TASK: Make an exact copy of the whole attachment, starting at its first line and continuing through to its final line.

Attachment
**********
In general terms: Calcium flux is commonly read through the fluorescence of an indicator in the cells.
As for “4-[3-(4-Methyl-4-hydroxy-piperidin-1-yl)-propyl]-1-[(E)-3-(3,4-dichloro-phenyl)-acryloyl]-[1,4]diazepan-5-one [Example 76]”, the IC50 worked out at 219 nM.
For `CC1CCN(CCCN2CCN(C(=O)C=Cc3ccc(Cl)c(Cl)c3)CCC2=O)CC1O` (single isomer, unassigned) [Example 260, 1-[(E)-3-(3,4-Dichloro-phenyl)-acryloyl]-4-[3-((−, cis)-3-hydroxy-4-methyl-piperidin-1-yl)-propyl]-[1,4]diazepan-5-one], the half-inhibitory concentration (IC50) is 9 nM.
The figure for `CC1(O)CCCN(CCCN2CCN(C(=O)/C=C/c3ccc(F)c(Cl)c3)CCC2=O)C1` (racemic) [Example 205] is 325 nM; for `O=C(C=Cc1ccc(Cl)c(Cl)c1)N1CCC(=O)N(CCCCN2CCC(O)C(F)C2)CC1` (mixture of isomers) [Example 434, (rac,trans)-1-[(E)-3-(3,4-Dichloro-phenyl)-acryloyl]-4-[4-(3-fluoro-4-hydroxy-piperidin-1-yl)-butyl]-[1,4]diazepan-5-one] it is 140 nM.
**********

In general terms: Calcium flux is commonly read through the fluorescence of an indicator in the cells.
As for “4-[3-(4-Methyl-4-hydroxy-piperidin-1-yl)-propyl]-1-[(E)-3-(3,4-dichloro-phenyl)-acryloyl]-[1,4]diazepan-5-one [Example 76]”, the IC50 worked out at 219 nM.
For `CC1CCN(CCCN2CCN(C(=O)C=Cc3ccc(Cl)c(Cl)c3)CCC2=O)CC1O` (single isomer, unassigned) [Example 260, 1-[(E)-3-(3,4-Dichloro-phenyl)-acryloyl]-4-[3-((−, cis)-3-hydroxy-4-methyl-piperidin-1-yl)-propyl]-[1,4]diazepan-5-one], the half-inhibitory concentration (IC50) is 9 nM.
The figure for `CC1(O)CCCN(CCCN2CCN(C(=O)/C=C/c3ccc(F)c(Cl)c3)CCC2=O)C1` (racemic) [Example 205] is 325 nM; for `O=C(C=Cc1ccc(Cl)c(Cl)c1)N1CCC(=O)N(CCCCN2CCC(O)C(F)C2)CC1` (mixture of isomers) [Example 434, (rac,trans)-1-[(E)-3-(3,4-Dichloro-phenyl)-acryloyl]-4-[4-(3-fluoro-4-hydroxy-piperidin-1-yl)-butyl]-[1,4]diazepan-5-one] it is 140 nM.